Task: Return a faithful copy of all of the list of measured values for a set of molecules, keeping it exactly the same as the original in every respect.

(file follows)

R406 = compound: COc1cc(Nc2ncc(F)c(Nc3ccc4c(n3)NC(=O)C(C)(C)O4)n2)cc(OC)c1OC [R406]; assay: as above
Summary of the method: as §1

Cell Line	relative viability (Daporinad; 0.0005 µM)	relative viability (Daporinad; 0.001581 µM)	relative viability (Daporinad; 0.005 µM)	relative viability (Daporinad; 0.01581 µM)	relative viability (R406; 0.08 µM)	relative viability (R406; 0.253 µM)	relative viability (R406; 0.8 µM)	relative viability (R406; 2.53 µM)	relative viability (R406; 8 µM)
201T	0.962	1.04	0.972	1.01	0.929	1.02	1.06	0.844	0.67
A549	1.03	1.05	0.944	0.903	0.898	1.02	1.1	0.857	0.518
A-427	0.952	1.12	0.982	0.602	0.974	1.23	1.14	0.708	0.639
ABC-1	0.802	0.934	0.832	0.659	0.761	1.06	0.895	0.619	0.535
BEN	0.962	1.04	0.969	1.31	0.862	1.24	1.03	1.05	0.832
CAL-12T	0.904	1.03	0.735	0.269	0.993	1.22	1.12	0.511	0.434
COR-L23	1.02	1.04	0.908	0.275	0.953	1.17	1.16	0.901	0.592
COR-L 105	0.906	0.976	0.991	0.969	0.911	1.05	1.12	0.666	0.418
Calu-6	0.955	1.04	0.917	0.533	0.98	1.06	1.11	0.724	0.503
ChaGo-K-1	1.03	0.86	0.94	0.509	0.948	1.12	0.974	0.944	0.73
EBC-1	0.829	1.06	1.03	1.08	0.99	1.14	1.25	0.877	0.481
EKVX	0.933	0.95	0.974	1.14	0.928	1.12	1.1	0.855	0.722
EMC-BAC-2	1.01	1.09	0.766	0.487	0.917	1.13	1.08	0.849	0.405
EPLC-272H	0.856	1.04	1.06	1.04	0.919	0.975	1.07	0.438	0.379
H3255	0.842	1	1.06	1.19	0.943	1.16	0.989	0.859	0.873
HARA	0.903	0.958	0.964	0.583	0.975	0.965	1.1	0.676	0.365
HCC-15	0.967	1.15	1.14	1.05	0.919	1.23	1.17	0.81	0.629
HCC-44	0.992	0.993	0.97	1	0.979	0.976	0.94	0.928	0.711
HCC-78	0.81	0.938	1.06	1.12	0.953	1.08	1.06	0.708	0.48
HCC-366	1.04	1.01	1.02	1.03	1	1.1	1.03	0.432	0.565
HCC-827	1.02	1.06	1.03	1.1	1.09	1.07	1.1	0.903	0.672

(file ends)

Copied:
R406 = compound: COc1cc(Nc2ncc(F)c(Nc3ccc4c(n3)NC(=O)C(C)(C)O4)n2)cc(OC)c1OC [R406]; assay: as above
Summary of the method: as §1

Cell Line	relative viability (Daporinad; 0.0005 µM)	relative viability (Daporinad; 0.001581 µM)	relative viability (Daporinad; 0.005 µM)	relative viability (Daporinad; 0.01581 µM)	relative viability (R406; 0.08 µM)	relative viability (R406; 0.253 µM)	relative viability (R406; 0.8 µM)	relative viability (R406; 2.53 µM)	relative viability (R406; 8 µM)
201T	0.962	1.04	0.972	1.01	0.929	1.02	1.06	0.844	0.67
A549	1.03	1.05	0.944	0.903	0.898	1.02	1.1	0.857	0.518
A-427	0.952	1.12	0.982	0.602	0.974	1.23	1.14	0.708	0.639
ABC-1	0.802	0.934	0.832	0.659	0.761	1.06	0.895	0.619	0.535
BEN	0.962	1.04	0.969	1.31	0.862	1.24	1.03	1.05	0.832
CAL-12T	0.904	1.03	0.735	0.269	0.993	1.22	1.12	0.511	0.434
COR-L23	1.02	1.04	0.908	0.275	0.953	1.17	1.16	0.901	0.592
COR-L 105	0.906	0.976	0.991	0.969	0.911	1.05	1.12	0.666	0.418
Calu-6	0.955	1.04	0.917	0.533	0.98	1.06	1.11	0.724	0.503
ChaGo-K-1	1.03	0.86	0.94	0.509	0.948	1.12	0.974	0.944	0.73
EBC-1	0.829	1.06	1.03	1.08	0.99	1.14	1.25	0.877	0.481
EKVX	0.933	0.95	0.974	1.14	0.928	1.12	1.1	0.855	0.722
EMC-BAC-2	1.01	1.09	0.766	0.487	0.917	1.13	1.08	0.849	0.405
EPLC-272H	0.856	1.04	1.06	1.04	0.919	0.975	1.07	0.438	0.379
H3255	0.842	1	1.06	1.19	0.943	1.16	0.989	0.859	0.873
HARA	0.903	0.958	0.964	0.583	0.975	0.965	1.1	0.676	0.365
HCC-15	0.967	1.15	1.14	1.05	0.919	1.23	1.17	0.81	0.629
HCC-44	0.992	0.993	0.97	1	0.979	0.976	0.94	0.928	0.711
HCC-78	0.81	0.938	1.06	1.12	0.953	1.08	1.06	0.708	0.48
HCC-366	1.04	1.01	1.02	1.03	1	1.1	1.03	0.432	0.565
HCC-827	1.02	1.06	1.03	1.1	1.09	1.07	1.1	0.903	0.672